Tuesday, May 12, 2015

Making the story come alive

By R.J. Harlick

"What's easiest and hardest to write: action, description, dialogue, or something else?”

I love writing action, description, dialogue and I’ll throw in one other form, internal monologue. It all depends on where I am in the writing of my first draft on whether some forms are easier than others. If I’m bumping my pen against a brick wall, all are hard, even the putting of words down on the page. But if the muse is flowing then the action flows, along with the descriptions, the dialogue and internal monologues.

When I first started out on my writing adventure, I was very leery of dialogue. My first attempt contained almost none, which I quickly realized had to change if I was going to get it published. So I tentatively replaced the odd action scene with a dialogue scene and soon found myself quite enjoying writing the voices of my characters. It helped me get to know them better.

Dialogue is critical to any story telling. It is the easiest way to draw the reader into the story and into the minds of the characters. I find when I am writing dialogue I become the character much like an actor would when they are playing a character. In my imagination, I find myself thinking, feeling, speaking and moving like my character as I write their words. 

But a good book can’t rely on dialogue alone, though there is a tendency for some books, even bestsellers to comprise mostly dialogue. Personally I find them too mono-dimensional and unfulfilling.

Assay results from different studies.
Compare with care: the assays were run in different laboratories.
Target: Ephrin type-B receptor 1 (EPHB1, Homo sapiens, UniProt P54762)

A good book also needs action scenes and descriptions to round out the story in the reader’s mind. The action scenes not only serve to bring the story more alive, but they also add greater dimension to the characters, making them more complete and real. 

I’ve learned that description has to be handled carefully. As we all know, long descriptive passages can be downright boring. But when description is interwoven into the action as the characters interact with the world around them, it adds another necessary and effective dimension to the story. 

A character’s actions and dialogue don’t always convey their thoughts and feelings. This is where internal monologue comes into play giving the reader greater insight into a character’s motivations. It makes them seem more like a whole person. 

So while some forms maybe easier than others to write, action, description, dialogue and internal monologue are all required to turn a book into a living, breathing thing.


And if I may be permitted some shout-out time, I’m thrilled to show you the cover for the next Meg Harris mystery, A Cold White Fear, schedule for release in November, but now available for pre-order.




3 comments:

Paul D. Marks said...

Good piece, RJ. But I had the opposite experience you did. Coming from a film background which is heavily dialogue oriented, I had trouble with description. People said my early novel tries read like screenplays. And maybe still do to some extent.

And like you say, all the different elements are required to make a book.

Oh, and I had to select all the burritos to prove I'm not a robot. Now I'm hungry. :)

RJ Harlick said...

Bon appétit, Paul. Took me a few seconds to figure out where the burritos were coming from...:) Glad you're not a robot. Now I have to prove I'm not one either.

Art Taylor said...

Love the new cover!
Art